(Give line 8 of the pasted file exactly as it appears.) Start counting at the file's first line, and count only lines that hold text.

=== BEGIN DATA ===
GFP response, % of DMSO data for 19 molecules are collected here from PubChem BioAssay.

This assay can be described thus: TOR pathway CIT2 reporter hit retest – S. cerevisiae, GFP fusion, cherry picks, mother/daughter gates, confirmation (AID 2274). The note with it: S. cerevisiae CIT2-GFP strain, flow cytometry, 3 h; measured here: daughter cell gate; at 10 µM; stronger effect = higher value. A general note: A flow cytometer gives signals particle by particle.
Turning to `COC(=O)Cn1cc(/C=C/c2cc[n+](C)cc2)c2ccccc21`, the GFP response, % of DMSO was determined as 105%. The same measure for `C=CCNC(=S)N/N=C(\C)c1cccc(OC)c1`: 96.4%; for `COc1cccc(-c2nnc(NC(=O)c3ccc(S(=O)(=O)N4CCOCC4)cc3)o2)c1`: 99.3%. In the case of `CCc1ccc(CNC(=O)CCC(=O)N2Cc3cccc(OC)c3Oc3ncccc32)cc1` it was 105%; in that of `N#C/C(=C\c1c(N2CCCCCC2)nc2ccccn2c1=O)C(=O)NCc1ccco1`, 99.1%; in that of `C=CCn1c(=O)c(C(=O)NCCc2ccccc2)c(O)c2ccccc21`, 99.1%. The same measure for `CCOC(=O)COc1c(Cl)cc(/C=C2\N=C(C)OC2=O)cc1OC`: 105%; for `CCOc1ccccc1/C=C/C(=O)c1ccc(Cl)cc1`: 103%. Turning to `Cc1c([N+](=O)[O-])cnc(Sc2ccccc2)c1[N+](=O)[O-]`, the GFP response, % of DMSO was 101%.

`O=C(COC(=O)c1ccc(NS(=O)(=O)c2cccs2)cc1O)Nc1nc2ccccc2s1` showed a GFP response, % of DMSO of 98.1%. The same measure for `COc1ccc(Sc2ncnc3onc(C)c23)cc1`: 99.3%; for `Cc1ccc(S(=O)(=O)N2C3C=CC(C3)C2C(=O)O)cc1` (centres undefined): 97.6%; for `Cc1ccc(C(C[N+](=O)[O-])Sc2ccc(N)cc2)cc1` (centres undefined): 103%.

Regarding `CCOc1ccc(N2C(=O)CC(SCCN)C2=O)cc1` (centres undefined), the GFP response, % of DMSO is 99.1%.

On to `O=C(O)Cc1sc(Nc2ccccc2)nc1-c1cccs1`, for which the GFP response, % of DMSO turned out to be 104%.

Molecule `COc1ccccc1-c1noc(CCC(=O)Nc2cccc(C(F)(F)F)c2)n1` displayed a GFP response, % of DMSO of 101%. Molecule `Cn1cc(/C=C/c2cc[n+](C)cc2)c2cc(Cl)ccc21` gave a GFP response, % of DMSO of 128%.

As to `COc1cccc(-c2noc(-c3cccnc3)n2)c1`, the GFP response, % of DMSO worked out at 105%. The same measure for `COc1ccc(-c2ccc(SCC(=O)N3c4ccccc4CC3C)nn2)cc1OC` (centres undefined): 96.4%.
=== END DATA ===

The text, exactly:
As to `COc1cccc(-c2noc(-c3cccnc3)n2)c1`, the GFP response, % of DMSO worked out at 105%. The same measure for `COc1ccc(-c2ccc(SCC(=O)N3c4ccccc4CC3C)nn2)cc1OC` (centres undefined): 96.4%.